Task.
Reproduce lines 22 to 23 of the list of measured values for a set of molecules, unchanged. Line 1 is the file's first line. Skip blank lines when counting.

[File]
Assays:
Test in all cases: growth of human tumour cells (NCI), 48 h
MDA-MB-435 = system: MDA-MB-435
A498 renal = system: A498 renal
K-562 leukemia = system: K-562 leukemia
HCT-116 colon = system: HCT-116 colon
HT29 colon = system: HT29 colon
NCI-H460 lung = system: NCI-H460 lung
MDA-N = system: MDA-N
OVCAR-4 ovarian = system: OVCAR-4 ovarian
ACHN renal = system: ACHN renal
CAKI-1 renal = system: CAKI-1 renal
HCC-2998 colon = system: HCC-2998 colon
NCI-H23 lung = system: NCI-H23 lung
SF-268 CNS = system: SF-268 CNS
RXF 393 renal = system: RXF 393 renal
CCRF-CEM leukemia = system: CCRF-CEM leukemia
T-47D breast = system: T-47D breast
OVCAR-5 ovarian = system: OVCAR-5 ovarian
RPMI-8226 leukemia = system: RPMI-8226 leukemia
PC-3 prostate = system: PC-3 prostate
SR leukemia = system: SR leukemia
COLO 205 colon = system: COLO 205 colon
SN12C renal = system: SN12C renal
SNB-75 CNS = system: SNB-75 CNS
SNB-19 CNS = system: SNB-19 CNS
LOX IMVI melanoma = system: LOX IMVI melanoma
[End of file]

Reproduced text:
SR leukemia = system: SR leukemia
COLO 205 colon = system: COLO 205 colon